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Children: Day Care

Question for Treasury

UIN HL3325, tabled on 21 October 2021

To ask Her Majesty's Government what assessment they have made of the Centre for Progressive Policy report Women in the Workforce – Boosting Mothers’ employment and earnings, published on 14 October, and in particular the finding that the UK has the second lowest public spend on childcare among OECD economies.

Answered on

4 November 2021

I welcome the report from the Centre for Progressive Policy on Women in the Workforce – Boosting Mothers’ employment and earnings. As the report highlights, inadequate childcare provision can act as a barrier to women’s participation in the labour market. This is why childcare policy in the UK is designed to provide working parents with support to continue to work.

To support working parents with their childcare costs, the government introduced Tax-Free Childcare (TFC), which provides eligible working parents with 20% support on childcare costs, up to £2,000 per child per year (£4,000 for disabled children). The number of working parents benefiting from this is increasing: 308,000 families used TFC for 364,000 children in June 2021, up from 282,000 families using childcare for 329,000 children in March 2021.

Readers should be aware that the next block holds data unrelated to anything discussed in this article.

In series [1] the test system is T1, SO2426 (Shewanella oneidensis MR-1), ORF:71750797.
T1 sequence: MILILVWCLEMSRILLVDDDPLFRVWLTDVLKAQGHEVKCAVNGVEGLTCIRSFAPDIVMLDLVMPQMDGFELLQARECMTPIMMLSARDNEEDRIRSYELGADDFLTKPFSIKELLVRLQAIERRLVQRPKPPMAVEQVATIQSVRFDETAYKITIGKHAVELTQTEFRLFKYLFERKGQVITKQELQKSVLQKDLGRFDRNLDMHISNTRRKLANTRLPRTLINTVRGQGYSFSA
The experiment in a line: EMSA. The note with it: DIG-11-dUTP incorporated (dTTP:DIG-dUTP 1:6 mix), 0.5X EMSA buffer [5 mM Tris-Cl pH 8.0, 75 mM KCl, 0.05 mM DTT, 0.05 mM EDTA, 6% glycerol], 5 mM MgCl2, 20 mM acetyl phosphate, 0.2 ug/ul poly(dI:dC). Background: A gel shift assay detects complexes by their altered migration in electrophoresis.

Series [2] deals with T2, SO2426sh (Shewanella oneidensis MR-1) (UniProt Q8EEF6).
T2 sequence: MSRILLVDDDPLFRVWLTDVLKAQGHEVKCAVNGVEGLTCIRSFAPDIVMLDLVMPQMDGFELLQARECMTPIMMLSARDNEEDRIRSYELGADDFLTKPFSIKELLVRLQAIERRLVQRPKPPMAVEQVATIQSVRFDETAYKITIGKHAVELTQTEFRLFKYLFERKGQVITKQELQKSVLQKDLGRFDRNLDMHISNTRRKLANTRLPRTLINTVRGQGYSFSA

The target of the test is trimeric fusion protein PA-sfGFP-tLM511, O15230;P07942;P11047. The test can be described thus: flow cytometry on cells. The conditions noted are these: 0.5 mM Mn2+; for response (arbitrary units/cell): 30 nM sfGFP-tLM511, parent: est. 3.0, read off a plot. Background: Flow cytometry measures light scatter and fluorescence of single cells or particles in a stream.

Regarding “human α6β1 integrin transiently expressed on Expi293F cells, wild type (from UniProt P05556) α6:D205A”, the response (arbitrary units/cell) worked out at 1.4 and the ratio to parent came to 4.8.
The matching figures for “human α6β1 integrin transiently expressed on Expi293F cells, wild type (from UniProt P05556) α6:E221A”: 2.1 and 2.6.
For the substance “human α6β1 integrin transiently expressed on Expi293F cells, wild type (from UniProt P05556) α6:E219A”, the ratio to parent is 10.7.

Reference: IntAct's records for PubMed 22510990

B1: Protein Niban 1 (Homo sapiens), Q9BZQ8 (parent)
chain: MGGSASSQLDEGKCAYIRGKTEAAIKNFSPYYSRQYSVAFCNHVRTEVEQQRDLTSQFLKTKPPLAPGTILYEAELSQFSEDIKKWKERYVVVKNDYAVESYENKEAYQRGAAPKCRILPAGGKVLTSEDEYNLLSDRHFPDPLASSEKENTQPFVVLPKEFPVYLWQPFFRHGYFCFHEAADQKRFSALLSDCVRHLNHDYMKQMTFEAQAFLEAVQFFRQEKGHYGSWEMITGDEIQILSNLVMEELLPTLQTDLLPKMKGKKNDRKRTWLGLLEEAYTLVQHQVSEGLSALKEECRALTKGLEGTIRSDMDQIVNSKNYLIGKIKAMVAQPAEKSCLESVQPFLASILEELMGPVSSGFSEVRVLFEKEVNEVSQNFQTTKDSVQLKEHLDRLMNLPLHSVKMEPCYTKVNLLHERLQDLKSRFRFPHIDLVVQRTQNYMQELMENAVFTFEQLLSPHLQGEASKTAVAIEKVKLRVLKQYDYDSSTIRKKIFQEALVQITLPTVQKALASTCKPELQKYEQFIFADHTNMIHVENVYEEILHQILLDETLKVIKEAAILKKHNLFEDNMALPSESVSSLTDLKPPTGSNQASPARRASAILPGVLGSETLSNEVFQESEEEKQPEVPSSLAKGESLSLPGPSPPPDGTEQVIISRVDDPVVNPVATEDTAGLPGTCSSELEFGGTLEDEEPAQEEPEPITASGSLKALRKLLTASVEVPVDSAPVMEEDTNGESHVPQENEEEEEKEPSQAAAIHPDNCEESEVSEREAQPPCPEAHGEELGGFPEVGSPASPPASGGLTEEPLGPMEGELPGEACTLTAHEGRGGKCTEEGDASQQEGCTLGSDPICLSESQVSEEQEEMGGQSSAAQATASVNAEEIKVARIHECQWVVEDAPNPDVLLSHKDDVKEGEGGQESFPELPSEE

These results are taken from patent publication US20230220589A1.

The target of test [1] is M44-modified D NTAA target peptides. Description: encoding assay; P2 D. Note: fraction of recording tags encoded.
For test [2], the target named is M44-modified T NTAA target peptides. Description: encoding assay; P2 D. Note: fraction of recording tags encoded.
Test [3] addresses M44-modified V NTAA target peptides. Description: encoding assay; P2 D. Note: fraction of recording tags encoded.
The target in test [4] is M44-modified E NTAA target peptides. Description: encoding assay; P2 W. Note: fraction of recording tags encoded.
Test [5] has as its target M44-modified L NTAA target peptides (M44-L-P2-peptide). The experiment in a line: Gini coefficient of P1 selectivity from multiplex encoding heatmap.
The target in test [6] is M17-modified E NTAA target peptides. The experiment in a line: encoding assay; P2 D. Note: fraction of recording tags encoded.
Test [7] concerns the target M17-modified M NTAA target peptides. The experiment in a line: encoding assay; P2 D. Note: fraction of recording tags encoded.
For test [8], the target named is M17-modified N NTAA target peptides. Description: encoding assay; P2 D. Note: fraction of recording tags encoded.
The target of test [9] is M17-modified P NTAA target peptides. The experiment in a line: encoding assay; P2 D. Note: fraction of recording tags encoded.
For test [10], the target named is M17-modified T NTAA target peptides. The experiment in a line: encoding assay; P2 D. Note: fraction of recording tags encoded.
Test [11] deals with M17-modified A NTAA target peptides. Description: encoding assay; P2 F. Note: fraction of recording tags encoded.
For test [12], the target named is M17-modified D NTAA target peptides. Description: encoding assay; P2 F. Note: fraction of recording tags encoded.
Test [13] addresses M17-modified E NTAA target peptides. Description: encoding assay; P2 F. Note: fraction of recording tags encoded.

In addition to TFC, the government spent around £3.6bn in 20-21 on early childcare entitlements and we continue to support families with their childcare costs. All three- and four-year-olds can access 15 hours of free childcare per week, regardless of circumstance. Eligible working parents of three- and four-year-olds can also access an additional 15 hours of free childcare per week, also known as 30 hours free childcare. Some parents may also be able to access the disadvantaged 2-year-old offer which gives 15 hours of free childcare per week to 2-year-olds who meet certain social and economic criteria.

This approach is working – evidence shows that the government approach to childcare is helping to improve the employment rate for married/cohabiting women with dependent children, which has risen to 77.9% in, up 0.6% on the year (Q2 2021 vs Q2 2020), and 1.1% pre-covid (Q2 2021 vs Q2 2019).

Answered by

Treasury